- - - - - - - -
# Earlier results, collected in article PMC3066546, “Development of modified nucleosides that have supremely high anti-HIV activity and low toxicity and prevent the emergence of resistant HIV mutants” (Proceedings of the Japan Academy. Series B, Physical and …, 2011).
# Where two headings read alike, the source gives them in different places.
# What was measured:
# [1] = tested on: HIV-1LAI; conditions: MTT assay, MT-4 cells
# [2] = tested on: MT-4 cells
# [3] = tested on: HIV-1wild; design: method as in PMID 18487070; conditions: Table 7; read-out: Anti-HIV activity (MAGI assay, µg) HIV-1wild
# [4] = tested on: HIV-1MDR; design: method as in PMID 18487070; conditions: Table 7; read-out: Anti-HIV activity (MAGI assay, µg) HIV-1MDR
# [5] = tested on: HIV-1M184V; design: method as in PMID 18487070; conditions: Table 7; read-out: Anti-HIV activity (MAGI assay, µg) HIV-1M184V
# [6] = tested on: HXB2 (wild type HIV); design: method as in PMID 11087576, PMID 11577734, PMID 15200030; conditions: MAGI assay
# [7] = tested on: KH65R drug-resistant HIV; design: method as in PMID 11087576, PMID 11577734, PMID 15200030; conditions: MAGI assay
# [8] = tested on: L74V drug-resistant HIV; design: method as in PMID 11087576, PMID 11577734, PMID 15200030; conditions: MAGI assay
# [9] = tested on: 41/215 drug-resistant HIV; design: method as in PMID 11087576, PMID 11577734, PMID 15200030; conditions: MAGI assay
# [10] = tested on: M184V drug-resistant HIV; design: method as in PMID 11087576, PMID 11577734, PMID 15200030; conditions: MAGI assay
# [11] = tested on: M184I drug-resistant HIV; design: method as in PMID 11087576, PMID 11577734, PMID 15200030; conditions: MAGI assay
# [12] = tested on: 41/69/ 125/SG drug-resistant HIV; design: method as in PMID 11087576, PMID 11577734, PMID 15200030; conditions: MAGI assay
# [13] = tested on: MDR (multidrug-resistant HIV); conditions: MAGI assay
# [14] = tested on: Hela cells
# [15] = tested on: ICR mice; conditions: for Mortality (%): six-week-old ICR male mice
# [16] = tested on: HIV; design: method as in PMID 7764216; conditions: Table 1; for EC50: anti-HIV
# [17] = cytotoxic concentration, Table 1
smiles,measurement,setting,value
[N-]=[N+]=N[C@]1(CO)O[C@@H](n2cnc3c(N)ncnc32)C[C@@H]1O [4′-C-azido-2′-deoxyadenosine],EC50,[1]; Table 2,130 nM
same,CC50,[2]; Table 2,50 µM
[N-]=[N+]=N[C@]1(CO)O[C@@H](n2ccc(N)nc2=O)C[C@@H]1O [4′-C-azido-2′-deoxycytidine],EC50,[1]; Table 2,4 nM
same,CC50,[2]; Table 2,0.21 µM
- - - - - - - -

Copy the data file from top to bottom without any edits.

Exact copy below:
# Earlier results, collected in article PMC3066546, “Development of modified nucleosides that have supremely high anti-HIV activity and low toxicity and prevent the emergence of resistant HIV mutants” (Proceedings of the Japan Academy. Series B, Physical and …, 2011).
# Where two headings read alike, the source gives them in different places.
# What was measured:
# [1] = tested on: HIV-1LAI; conditions: MTT assay, MT-4 cells
# [2] = tested on: MT-4 cells
# [3] = tested on: HIV-1wild; design: method as in PMID 18487070; conditions: Table 7; read-out: Anti-HIV activity (MAGI assay, µg) HIV-1wild
# [4] = tested on: HIV-1MDR; design: method as in PMID 18487070; conditions: Table 7; read-out: Anti-HIV activity (MAGI assay, µg) HIV-1MDR
# [5] = tested on: HIV-1M184V; design: method as in PMID 18487070; conditions: Table 7; read-out: Anti-HIV activity (MAGI assay, µg) HIV-1M184V
# [6] = tested on: HXB2 (wild type HIV); design: method as in PMID 11087576, PMID 11577734, PMID 15200030; conditions: MAGI assay
# [7] = tested on: KH65R drug-resistant HIV; design: method as in PMID 11087576, PMID 11577734, PMID 15200030; conditions: MAGI assay
# [8] = tested on: L74V drug-resistant HIV; design: method as in PMID 11087576, PMID 11577734, PMID 15200030; conditions: MAGI assay
# [9] = tested on: 41/215 drug-resistant HIV; design: method as in PMID 11087576, PMID 11577734, PMID 15200030; conditions: MAGI assay
# [10] = tested on: M184V drug-resistant HIV; design: method as in PMID 11087576, PMID 11577734, PMID 15200030; conditions: MAGI assay
# [11] = tested on: M184I drug-resistant HIV; design: method as in PMID 11087576, PMID 11577734, PMID 15200030; conditions: MAGI assay
# [12] = tested on: 41/69/ 125/SG drug-resistant HIV; design: method as in PMID 11087576, PMID 11577734, PMID 15200030; conditions: MAGI assay
# [13] = tested on: MDR (multidrug-resistant HIV); conditions: MAGI assay
# [14] = tested on: Hela cells
# [15] = tested on: ICR mice; conditions: for Mortality (%): six-week-old ICR male mice
# [16] = tested on: HIV; design: method as in PMID 7764216; conditions: Table 1; for EC50: anti-HIV
# [17] = cytotoxic concentration, Table 1
smiles,measurement,setting,value
[N-]=[N+]=N[C@]1(CO)O[C@@H](n2cnc3c(N)ncnc32)C[C@@H]1O [4′-C-azido-2′-deoxyadenosine],EC50,[1]; Table 2,130 nM
same,CC50,[2]; Table 2,50 µM
[N-]=[N+]=N[C@]1(CO)O[C@@H](n2ccc(N)nc2=O)C[C@@H]1O [4′-C-azido-2′-deoxycytidine],EC50,[1]; Table 2,4 nM
same,CC50,[2]; Table 2,0.21 µM